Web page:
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Icelandic Lava Show

In the stunning coastal town of Vik, something spectacular has arrived!

The new Icelandic Lava Show is the only show in the world where you and your students will be able to witness the sight and sound of real flowing lava as it bursts, bright and bubbling into a dark room and rolls onto a huge block of ice.

You will feel the heat of the lava in this safe environment and begin to truly understand the impact volcanoes have had on this tiny island.

In addition to the display, you will hear real life stories of how local people have escaped volcanic eruptions as well as watching a short video about volcanoes in Iceland.

We think geographers, scientists and adventurers will love this activity and it is a perfect and memorable addition to any Iceland visit.

For UK school groups this experience is totally unique and exclusive to Discover the World Education.

The Icelandic Lava show can be added as a daytime or evening activity during your visit to Iceland. The facility also offers delicious homemade soup, making it an ideal stop after visiting the windy black beaches of Vik.

Speak to your travel specialist about including this in your itinerary or add ‘Lava Show’ to your wish list on our enquiry form.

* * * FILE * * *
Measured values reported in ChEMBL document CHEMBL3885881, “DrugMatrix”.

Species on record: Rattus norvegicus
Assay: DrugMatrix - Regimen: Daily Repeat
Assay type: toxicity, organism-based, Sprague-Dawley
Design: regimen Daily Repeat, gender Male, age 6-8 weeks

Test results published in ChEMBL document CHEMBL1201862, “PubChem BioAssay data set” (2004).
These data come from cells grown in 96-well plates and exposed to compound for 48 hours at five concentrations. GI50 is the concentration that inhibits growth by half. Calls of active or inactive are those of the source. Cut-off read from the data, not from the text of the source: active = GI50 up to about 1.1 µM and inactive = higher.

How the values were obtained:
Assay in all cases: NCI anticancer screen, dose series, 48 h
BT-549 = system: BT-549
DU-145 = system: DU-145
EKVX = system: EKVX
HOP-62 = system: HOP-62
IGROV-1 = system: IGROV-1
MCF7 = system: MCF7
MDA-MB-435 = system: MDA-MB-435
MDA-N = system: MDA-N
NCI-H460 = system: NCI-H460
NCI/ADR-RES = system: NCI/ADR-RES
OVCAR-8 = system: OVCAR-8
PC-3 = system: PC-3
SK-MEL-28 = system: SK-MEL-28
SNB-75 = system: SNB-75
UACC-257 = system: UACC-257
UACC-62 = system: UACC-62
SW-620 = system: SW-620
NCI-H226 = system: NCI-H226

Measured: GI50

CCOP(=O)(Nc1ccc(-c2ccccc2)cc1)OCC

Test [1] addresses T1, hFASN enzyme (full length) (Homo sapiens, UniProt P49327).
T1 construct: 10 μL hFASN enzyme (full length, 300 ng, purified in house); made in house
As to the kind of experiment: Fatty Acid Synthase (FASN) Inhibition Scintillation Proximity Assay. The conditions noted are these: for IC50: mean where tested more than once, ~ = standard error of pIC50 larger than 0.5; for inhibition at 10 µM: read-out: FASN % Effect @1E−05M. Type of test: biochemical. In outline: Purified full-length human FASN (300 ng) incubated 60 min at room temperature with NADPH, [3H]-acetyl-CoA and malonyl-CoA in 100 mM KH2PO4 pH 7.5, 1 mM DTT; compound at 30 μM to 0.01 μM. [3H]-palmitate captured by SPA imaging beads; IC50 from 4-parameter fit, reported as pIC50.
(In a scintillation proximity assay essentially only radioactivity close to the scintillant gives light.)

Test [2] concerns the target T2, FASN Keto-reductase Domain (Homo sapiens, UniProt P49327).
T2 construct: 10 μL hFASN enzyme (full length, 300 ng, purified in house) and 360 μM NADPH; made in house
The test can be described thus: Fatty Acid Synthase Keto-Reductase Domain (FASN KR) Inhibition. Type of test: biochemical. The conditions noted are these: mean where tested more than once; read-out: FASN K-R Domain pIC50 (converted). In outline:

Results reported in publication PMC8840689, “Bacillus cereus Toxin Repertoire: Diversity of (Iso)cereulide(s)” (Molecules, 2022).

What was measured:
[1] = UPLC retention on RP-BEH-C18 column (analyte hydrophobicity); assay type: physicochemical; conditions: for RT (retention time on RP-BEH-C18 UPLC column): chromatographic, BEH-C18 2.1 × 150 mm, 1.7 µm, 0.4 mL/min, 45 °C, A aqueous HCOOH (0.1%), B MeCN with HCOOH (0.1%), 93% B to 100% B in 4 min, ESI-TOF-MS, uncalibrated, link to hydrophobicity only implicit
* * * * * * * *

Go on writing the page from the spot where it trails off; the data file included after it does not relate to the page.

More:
Speak to a specialist

“The intriguing connection between the show and the village of Vik means that the experienced hosts are able to demonstrate the effect that the lava will have on the place that they live. This extends to explaining the evacuation plan and telling the story of their family who survived the 1918 glacial floods. Feeling the heat of the lava whilst hearing their fascinating insight means that we are all able to better understand the threat of Katla, and the effect of her inevitable next eruption

“As a geography teacher, I felt the show connected many key curriculum teachings in an exciting and sensory way. The Lava Show is able to support not only what you have taught in the classroom but also some of the sights they will see whilst in Iceland. For example, they explain how basalt columns are formed, relating to real world formations which students will later see at Reynisfjara!”

Simon Wells, Product Manager (and ex geography teacher)